Alan Mollohan was being investigated by the FBI at the same time he was chairman of the Appropriations Committee that distributed money to the FBI. She allowed him to give up his ethics seat, which wasn't even working at the time and let him keep his appropriations. That is a conflict of interest of the highest proportions. And this sort of cycle continued to go on where Rangel is just sort ah, everything will be fine. I'll be here as long as I want to be. And nobody's saying thing about it.

CARPENTER: Yes, this is on Pelosi. And it goes back to what the liberal panel was saying, is that they have to police their own party. And I do think, although corruption is not a partisan issue, the Republicans are a little bit better. I mean, you look at Ted Stevens, we were screaming for his head for years. And then finally, you got him to go. I mean, the Senate Republicans wouldn't do it. Mark Foley, Duke Cunningham. We said get out of the party. Why isn't Nancy Pelosi doing this? It's just going to bite her and Obama in a few months?

BRODY: Real quick. Tom Daschle, health care. You know, that was the other news of the week buried by Blegojevich. But you know, Obama's talking about these C-Span hearings for health care. I mean, can you imagine that? You know, get the family around the television for that. You know, forget "Dancing with the Stars." Daschle's talking about the small business tax frame.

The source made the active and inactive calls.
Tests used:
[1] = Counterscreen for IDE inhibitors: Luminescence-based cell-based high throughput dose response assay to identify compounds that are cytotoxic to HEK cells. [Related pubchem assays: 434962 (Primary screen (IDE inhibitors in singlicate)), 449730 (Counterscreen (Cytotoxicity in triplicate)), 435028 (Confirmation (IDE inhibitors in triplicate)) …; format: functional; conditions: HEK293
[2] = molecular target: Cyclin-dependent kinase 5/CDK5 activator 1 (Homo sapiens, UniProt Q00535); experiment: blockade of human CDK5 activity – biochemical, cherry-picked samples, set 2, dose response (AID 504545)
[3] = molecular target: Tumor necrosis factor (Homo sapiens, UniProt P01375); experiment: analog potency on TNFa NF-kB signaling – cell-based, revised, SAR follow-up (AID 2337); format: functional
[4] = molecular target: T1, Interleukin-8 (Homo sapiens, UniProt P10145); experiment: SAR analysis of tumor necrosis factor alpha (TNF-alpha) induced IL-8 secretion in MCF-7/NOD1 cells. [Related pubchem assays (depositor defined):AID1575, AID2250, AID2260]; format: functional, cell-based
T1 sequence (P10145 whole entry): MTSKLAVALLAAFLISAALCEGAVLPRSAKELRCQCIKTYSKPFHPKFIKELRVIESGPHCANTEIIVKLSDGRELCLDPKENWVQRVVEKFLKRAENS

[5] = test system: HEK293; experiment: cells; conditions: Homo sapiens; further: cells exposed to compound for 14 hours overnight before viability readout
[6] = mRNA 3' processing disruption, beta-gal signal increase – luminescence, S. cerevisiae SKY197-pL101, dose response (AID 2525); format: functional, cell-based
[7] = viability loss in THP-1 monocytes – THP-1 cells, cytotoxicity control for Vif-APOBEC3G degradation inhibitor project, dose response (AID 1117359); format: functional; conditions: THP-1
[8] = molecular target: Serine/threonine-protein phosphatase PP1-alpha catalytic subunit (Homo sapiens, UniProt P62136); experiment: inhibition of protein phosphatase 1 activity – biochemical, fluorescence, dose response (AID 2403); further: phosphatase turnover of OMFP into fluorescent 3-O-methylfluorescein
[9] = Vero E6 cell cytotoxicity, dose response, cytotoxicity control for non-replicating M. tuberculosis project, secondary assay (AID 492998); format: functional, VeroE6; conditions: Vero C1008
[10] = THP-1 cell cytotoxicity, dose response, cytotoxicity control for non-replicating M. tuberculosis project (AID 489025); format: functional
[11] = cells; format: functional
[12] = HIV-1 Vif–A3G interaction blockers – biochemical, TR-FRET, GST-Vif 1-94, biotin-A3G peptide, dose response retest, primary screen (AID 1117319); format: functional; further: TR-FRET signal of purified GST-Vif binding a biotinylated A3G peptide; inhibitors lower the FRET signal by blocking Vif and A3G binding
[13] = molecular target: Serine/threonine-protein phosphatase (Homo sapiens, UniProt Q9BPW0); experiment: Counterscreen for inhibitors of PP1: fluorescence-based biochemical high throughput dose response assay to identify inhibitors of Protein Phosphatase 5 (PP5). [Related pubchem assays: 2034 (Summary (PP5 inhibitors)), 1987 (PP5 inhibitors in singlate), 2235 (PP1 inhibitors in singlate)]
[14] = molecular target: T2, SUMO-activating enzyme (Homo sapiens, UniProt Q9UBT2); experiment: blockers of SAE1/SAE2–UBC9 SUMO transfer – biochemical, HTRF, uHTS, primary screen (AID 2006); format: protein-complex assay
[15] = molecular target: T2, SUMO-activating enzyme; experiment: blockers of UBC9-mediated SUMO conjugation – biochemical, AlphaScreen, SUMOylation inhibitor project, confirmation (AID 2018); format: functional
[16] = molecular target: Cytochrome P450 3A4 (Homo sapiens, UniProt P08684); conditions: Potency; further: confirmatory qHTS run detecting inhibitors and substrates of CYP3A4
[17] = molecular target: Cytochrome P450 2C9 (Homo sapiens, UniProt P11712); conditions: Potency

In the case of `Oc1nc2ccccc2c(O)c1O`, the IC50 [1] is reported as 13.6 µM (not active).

FEEHERY: I know that Republicans don't like to talk about health care, but they need to start talking about healthcare. It's extraordinarily important issue for the campaign, for the country. It's very important politically. And it's actually important for the economy.

Republicans, they can't just scoff at these things. They got to engage. They got to come up with a plan, because I tell you, the business community is ready to buckle on health care. The big companies are saying I need help with health care. And if conservatives are the only ones saying you don't need to deal with health care, they're going to be on by themselves.

BRODY: But it seems like Obama's going to have to force the country somehow to - or at least convince them that this is not socialized medicine.

DEBOSE: He has to, but I mean, the problem here is that private health care is so expensive now. And it's so much more expensive than it was even 15 years ago. 50 maybe 90% more expensive, that it's gotten to a point where something has to be done. We can't just say, wow, let -- we haven't been saying let the market take care of theirselves.

FEEHERY: Right.